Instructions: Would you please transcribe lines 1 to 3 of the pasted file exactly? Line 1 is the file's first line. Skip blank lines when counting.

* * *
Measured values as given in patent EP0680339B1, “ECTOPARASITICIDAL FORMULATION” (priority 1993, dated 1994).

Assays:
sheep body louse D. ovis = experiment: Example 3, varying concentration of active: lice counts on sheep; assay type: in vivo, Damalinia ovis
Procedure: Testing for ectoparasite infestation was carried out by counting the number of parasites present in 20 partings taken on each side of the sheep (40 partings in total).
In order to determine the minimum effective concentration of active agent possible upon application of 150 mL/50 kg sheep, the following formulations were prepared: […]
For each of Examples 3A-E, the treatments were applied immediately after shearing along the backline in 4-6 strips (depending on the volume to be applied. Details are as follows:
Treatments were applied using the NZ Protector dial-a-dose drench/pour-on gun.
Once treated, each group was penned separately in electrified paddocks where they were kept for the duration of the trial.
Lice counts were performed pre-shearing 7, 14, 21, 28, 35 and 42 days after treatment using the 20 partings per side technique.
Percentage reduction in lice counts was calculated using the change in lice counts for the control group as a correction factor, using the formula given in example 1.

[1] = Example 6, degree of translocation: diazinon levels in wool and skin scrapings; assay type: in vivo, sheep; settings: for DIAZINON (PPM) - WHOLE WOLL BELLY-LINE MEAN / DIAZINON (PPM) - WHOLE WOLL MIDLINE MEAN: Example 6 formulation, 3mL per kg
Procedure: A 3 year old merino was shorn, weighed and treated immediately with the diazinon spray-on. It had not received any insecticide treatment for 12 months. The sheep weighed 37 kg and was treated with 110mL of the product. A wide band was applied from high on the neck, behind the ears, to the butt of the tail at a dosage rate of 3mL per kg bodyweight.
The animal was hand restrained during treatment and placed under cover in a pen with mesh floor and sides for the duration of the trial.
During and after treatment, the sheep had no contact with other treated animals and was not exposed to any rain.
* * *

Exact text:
Measured values as given in patent EP0680339B1, “ECTOPARASITICIDAL FORMULATION” (priority 1993, dated 1994).

Assays:
sheep body louse D. ovis = experiment: Example 3, varying concentration of active: lice counts on sheep; assay type: in vivo, Damalinia ovis